Woolwich Tramshed – 1982
Level of Drunkenness : Half-cut
Gig rating : n/a
Damage to Establishment: ***
Arrests Made : **
Messiness : ***
Bootleg Available : Unknown
The scheduled gig at Woolwich Tramshed never happened, and the only music played was Big John’s first few bars of Destination Zululand before the police – who at that time did not know what was about to befall them – pulled the plug. It was a courageous and inspired attempt by John to assert control over a rapidly deteriorating situation and restore some kind of order through the medium of music. The Metropolitan Police, acting beyond their authority, had cancelled the gig at the club owner’s request. A self-defeating request which had the effect of provoking far worse damage to the club than it was intended to forestall.
The evening had started out well. The Tetley Bittermen arrived early from Yorkshire, Bristols was there, but the Grimsbies were strangely absent. There was no support act lined up so we’d all have a few hours to get some serious drinking in at the bar. Inevitably spirits rose and a few flour fights broke out before the band were due to come on. Then, disaster struck. We heard the sound of metal against metal coming from the bar, looked around, and saw the bar-staff pulling shutters down and closing the bar. Shortly after this the lights came on, the DJ stopped the music, and a voice over the PA told us “tonight’s concert has been cancelled. Everybody please leave the building quietly”.
As I, and others, had traveled some way to this gig I went to the owner and asked if he would reimburse both the money we spent on tickets and the travel costs, which of course he refused. Asking why he was cancelling the gig, he cited the flour being thrown around. I tried to explain to him that the band put a clause in the contract making them liable to clean up the club, which is something we would all be helping with when the gig was over. He wouldn’t have it, and a minute or two later the cops swarmed in to the main hall.
The cops assembled on the dance floor and the multi-striped head honcho had come armed with a hand-held battery-powered loud hailer. Using this piece of impressive police kit in the manner in which he had been trained, and totally oblivious to the far more effective concert-grade microphone hooked into the 15 kilowatt public address system on the stage just behind him, he stood on the dance floor and politely informed concert goers, who had mostly taken to sitting down in the raised seating around the floor, to leave immediately or be arrested for public disorder.
The atmosphere was edgy and people were mostly staying put and waiting to see what would happen next. Taking offense to the police actions, and their inability to assess the situation, the Onions realized that the stage was live (and he should know having set most of it up) and he got up, took the lead mic and harangued the cops over the PA. Literally talking down to the leading cop, he asked from the stage: What right did they have to intrude on a private party? What authority do they have to take sides in a private dispute between contracting parties? Had they bought tickets for the gig? How is it possible to cause “public” disorder in a private place? Who is going to reimburse the concert goers and why should anybody leave the room without getting their money back?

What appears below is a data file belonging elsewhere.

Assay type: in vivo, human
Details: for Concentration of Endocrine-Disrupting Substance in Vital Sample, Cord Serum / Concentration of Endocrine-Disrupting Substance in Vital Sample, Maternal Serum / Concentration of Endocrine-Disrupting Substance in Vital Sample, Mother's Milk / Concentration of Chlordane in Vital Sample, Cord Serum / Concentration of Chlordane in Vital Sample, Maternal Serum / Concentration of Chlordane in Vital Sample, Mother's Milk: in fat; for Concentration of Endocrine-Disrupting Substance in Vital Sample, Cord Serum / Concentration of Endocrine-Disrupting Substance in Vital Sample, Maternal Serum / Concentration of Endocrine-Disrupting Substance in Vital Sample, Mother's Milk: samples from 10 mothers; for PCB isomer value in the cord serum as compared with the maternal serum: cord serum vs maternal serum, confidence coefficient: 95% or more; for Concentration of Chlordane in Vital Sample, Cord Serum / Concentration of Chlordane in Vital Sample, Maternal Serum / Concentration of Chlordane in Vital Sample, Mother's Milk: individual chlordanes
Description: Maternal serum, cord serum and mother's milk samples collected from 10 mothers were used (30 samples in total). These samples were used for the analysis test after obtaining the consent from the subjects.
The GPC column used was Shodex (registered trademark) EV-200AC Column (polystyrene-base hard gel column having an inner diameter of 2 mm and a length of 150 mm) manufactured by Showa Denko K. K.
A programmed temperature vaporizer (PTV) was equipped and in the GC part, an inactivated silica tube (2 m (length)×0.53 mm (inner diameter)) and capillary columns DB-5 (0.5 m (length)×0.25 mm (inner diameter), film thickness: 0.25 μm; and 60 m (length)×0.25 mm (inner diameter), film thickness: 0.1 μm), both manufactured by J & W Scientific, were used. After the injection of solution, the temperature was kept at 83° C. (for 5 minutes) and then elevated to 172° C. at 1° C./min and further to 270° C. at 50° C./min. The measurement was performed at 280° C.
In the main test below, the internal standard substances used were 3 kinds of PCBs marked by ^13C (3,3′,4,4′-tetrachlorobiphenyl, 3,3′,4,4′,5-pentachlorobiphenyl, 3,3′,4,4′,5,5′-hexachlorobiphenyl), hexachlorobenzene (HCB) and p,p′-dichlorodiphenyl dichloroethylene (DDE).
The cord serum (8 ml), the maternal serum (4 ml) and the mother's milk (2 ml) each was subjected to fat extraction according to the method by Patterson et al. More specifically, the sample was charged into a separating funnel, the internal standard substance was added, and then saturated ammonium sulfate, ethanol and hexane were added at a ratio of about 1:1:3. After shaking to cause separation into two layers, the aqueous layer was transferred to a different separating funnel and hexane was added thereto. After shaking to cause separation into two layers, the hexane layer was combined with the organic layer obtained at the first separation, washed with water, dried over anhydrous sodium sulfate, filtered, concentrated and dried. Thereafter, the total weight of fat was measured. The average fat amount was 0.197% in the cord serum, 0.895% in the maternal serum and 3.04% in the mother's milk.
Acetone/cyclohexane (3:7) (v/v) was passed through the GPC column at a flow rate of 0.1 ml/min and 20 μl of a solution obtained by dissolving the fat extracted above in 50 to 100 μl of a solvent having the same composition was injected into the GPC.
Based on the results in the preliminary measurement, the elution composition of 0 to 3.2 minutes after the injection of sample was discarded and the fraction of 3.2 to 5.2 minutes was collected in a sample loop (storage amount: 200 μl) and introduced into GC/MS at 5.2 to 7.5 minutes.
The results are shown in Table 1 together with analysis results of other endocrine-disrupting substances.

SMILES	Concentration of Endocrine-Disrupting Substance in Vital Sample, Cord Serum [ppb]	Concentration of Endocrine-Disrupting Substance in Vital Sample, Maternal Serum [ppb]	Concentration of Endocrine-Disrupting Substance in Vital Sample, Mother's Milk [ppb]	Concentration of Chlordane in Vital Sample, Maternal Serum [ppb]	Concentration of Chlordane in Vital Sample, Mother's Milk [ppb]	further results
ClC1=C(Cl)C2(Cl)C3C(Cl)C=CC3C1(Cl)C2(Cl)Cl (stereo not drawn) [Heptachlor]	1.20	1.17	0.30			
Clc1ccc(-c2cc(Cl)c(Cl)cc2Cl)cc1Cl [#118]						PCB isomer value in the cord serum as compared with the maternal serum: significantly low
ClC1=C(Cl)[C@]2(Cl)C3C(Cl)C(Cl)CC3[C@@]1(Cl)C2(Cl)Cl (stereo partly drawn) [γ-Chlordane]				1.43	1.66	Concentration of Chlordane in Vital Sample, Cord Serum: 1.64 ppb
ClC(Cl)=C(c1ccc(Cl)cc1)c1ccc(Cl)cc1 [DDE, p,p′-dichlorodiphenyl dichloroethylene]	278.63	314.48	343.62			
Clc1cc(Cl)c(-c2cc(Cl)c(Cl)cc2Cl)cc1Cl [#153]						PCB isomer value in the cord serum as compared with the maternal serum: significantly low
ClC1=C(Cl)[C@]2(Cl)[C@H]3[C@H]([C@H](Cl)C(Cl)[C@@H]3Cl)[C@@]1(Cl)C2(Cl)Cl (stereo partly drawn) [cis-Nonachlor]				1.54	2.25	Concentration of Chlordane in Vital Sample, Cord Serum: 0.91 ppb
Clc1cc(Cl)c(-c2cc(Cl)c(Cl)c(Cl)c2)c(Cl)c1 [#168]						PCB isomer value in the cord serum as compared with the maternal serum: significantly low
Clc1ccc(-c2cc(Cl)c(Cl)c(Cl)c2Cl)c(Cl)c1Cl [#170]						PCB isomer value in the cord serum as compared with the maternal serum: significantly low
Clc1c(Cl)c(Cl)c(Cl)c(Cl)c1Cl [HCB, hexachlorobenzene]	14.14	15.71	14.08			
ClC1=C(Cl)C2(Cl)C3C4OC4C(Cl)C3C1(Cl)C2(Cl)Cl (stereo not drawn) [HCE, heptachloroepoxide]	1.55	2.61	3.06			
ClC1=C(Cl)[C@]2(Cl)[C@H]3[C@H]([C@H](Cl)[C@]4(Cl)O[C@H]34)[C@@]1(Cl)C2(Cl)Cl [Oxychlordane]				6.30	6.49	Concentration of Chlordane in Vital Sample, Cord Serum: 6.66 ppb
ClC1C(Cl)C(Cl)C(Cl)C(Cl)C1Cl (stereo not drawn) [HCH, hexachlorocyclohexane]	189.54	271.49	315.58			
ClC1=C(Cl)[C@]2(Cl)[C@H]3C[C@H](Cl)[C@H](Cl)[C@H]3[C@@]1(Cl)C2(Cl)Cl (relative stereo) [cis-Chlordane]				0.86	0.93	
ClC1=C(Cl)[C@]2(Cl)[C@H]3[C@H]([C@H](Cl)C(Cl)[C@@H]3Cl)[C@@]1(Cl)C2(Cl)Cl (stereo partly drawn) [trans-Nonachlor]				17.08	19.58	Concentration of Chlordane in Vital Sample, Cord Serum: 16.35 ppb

One of the Bittermen, Johna from Leeds, took over the mic and added his own anti-police diatribe during which events quickly spiraled out of control. Big John came rushing towards the stage with The Maggot trying to get the band together yelling “get on stage now”. The gig starting at that point would have been ideal, and would have left the cops in an impossible situation. He got up and started strumming when the inevitable happened. A concert-goer, unseen by the police, had got up into the lighting gantry with several kilos of flour which he was now hurling down all over the policemens’ nice clean uniforms.
The cops did manage to think fast enough to cut the power to the PA but were unprepared for the deluge of flour, eggs, tomatoes, rotten vegetables, and even a pig’s ear that was thrown at them, that last item being somewhat symbolic of what they had just made out of what should have been a simple bar-closing operation. Under a cacophony of jeering the police began to retreat. The fighting spilled over from the dance-floor into the now closed bar area and, having run out of foodstuffs the mob were now pelting the police with tables, chairs, glasses and anything else they could lay their hands on. With the cops clearly on the defensive, they were left with little option but to evacuate the club and wait for riot-patrol back-up.
Kick You ’round the Jail
Most of the crowd, who indeed had come well stocked for the gig, followed the cops outside and continued pelting them, dispersing only when the riot vans turned up. One King Kurt regular, who shall remain nameless because he’s now a famous actor, was busted outside for butting some old ladies at a nearby bus stop with two chicken’s feet attached to his forehead, mooing at them, and claiming he was a “boy cow come to get them”. A few others were also rounded up – some of whom were completely innocent bystanders who hadn’t even been at the gig – and taken back to the local jail to be kicked around and charged.
Onions and Johna, the true leaders of the riot, remained inside the club to celebrate what they had done and to further menace the manager for cash back. After much haggling we were both able to get a full refund on our tickets and a couple of quid extra to compensate our train fares, even though both of us had been on the guest list, never paid to get in, and neither of us ever paid for a train ticket anywhere. A small bit of justice for a ruined gig, and we trotted off back to Brixton High Street to spend the money on beer down at The Fridge.